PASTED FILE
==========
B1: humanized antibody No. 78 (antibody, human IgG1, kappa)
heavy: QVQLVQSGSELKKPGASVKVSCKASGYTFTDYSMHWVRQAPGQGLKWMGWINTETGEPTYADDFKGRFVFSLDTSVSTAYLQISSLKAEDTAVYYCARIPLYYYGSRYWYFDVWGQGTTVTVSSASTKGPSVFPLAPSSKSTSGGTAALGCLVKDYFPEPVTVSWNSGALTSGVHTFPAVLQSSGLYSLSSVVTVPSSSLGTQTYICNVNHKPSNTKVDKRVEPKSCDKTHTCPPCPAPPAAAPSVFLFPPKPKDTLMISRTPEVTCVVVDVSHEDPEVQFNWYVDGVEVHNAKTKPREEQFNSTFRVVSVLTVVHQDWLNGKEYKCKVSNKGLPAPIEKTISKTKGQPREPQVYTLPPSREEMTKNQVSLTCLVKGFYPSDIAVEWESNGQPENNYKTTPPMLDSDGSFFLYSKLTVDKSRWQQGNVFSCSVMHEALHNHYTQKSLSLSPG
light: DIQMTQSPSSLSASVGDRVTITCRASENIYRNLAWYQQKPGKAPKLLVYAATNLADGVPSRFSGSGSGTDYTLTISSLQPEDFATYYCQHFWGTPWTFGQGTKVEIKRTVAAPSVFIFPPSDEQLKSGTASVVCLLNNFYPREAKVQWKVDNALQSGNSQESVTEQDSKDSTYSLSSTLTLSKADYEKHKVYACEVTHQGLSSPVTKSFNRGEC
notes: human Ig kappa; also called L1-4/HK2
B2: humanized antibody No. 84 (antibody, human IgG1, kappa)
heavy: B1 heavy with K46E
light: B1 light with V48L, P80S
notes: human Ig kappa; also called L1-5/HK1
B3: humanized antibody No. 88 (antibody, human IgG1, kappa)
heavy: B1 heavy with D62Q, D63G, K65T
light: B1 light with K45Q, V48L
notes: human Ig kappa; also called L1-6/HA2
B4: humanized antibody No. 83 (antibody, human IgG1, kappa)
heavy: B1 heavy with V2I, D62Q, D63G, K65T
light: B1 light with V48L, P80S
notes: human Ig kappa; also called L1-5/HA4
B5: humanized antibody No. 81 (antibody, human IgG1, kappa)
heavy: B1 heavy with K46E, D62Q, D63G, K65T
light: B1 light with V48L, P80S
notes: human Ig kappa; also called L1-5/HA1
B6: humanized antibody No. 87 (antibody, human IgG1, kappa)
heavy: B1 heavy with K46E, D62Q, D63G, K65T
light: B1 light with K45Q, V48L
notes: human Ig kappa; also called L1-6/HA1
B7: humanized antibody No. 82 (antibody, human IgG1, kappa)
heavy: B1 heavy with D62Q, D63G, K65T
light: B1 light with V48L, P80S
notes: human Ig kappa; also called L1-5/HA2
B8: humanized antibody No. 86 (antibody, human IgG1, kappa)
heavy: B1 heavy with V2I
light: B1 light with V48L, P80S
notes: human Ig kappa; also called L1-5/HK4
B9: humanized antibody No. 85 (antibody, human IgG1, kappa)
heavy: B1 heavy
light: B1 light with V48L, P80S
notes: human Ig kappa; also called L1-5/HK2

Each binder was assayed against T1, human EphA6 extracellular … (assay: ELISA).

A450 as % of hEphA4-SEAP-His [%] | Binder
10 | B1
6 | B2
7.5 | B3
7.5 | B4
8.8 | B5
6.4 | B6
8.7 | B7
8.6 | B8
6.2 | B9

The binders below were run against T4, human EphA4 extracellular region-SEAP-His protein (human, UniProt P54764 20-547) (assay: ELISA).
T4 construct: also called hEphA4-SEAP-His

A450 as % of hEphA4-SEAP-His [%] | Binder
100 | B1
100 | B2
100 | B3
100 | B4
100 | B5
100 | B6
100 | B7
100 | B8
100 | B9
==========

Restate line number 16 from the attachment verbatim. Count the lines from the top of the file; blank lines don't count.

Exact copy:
notes: human Ig kappa; also called L1-5/HA4